KENYA: 17 students, 33 teachers have Tested Positive for COVID-19 since schools reopened

Students attend a class in the guidance of a teacher. 17 students and 33 teachers have since tested Positive of COVID-19

AGENCIES |Nairobi, Kenya | It has now emerged that 17 students and 33 teachers have so far tested positive for COVID-19 since schools reopened two weeks ago.

This is according to Kenya’s Education Principal Secretary Dr. Belio Kipsang who told Members of Parliament that 4 non-teaching staff have also contracted the virus.

Dr. Kipsang, speaking when he appeared before the National Assembly’s Education Committee, said 35 schools countrywide have reported COVID-19 cases so far; he however ruled out any possibility of closure of schools in the immediate future.

“We are not about to close schools unless advised by the Ministry of Health, but we are putting our heads together to work our modalities of reopening other classes,” said Dr. Kipsang.

Education Principal Secretary Dr. Belio Kipsang speaks during a past meeting. PHOTO | COURTESY

He told the MPs that the biggest challenge will be achieving social distancing in public schools, adding that they would need to double school infrastructure if they were to achieve it.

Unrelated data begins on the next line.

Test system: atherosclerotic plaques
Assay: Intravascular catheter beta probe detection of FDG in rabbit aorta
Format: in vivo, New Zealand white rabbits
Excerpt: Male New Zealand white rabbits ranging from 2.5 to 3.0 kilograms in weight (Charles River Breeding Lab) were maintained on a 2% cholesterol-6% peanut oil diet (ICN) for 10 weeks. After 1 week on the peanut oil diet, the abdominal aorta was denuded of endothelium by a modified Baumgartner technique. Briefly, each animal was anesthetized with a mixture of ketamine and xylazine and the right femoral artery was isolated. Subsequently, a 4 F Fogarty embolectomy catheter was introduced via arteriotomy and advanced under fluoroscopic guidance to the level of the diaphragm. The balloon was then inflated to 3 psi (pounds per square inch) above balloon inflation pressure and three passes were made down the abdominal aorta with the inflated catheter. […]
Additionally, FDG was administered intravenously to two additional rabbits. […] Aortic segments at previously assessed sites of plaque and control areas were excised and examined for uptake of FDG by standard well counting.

The PS insisted that the ministry plans to mitigate that by providing water for regular washing of hands and ensuring students wear masks in schools.

e further stated that the government, however, does not plan to buy masks for students urging parents to take responsibility.

Dr. Kipsang said they will partner with development partners to ensure students who cannot afford masks receive them in order to curb the spread of the virus, further putting the blame on parents and politicians for frustrating efforts to curb the spread of the disease.

“Our challenge is our parents attending political rallies and other social gatherings without masks, let’s not blame our children, why tell us to achieve social distance in schools if parents are attending rallies without observing measures?” He posed.

Members of the committee led by Chairperson and Busia Woman Representative Florence Mutua said despite the fact that it’s important for students to go back to school, the government must put in place adequate measures to ensure the safety of children before they are allowed back.

Tononoka Secondary School Principal Mohammed Khamis recently succumbed to the virus as mortality rate and infections continue to soar in the country.

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